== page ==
Saturday 18 December 2010

State Department Leak in the Black Swan Case

Kimberly Alderman has an interesting post: 'State Department Leak in the Black Swan Case' (Dec. 16, 2010) revealing that:
WikiLeaks cables show that U.S. diplomats sought to broker a deal whereby U.S. embassy officials stationed in Spain would provide confidential customs documents prepared by Odyssey to the Spanish government. In exchange, Spain was to assist U.S. efforts to reclaim for U.S. citizen Claude Cassirer a Holocaust-era painting that was allegedly stolen by the Nazis during World War II.
Well this is interesting. The documents would have been prepared in the Gibraltar customs office - through which the so-called Black Swan treasure was exported, so how come they are in the hands of "U.S. embassy officials stationed in Spain"? The text of the full article on AmLaw: As Assange Indictment Looms, WikiLeaks Cables Tie Two Treasure Cases Together does not make this clear. These documents are quite interesting, as some of us would like to know how it is that Gibraltar officials gave permission for the export of a shipload of gold treasure that had as far as one can ascertain just arrived in the port out of the blue. Who was responsible for the decision at what level, and why? Should the items have not been retained until their origin and ownership was properly ascertained?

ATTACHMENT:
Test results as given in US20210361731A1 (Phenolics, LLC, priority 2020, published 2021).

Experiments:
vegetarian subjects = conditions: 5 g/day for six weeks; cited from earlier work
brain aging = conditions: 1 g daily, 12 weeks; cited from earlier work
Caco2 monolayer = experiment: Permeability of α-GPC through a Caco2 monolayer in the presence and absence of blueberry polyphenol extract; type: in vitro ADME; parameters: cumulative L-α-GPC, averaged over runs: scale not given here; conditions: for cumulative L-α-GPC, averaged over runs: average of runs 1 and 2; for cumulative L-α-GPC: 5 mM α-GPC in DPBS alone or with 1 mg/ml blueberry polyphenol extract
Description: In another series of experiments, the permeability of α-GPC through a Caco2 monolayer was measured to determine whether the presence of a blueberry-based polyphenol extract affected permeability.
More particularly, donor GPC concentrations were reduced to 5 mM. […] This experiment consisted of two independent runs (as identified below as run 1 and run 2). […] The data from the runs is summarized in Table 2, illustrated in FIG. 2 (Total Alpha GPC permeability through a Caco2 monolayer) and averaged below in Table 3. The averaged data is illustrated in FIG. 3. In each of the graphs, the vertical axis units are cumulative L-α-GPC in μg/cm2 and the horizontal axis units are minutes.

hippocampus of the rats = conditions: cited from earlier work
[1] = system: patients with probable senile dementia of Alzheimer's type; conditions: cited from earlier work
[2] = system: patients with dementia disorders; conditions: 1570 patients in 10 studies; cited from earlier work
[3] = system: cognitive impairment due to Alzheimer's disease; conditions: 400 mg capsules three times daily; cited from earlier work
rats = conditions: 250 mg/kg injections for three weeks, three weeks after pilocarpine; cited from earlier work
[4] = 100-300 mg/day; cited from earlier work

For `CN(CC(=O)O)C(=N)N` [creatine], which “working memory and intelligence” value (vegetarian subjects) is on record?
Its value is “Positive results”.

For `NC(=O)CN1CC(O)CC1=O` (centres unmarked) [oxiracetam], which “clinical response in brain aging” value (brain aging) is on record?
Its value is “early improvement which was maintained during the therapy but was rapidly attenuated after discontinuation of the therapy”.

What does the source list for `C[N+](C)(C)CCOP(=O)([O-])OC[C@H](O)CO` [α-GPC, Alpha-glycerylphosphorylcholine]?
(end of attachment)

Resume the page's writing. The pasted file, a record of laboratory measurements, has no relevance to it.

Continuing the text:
UPDATE: There has been an interesting article on this explaining the background more fully: Rossella Lorenzi 'Black Swan' Bounty Deal Revealed in Wikileaks Cables, Discovery News, Wed Dec 22, 2010

the leaked cables reveal that as early as 2007, the U.S. embassy handed over to Spanish authorities the customs import documents that Odyssey had filed when bringing the hoard of coins into the United States. "The information was confidential and to be used only for law enforcement purposes," embassy officials warned Spain's director of customs.

Odyssey officials are waiting for additional information “before taking any specific actions,” stated Greg Stemm, Odyssey's chief executive officer. “The possibility that someone in the U.S. government came up with this perfidious offer to sacrifice Odyssey, its thousands of shareholders, and the many jobs created by the company in exchange for the return of one painting to one individual is hard to believe,” the company said in a statement. "It is hard to believe that this really happened. It sounds like something out of a Hollywood script."

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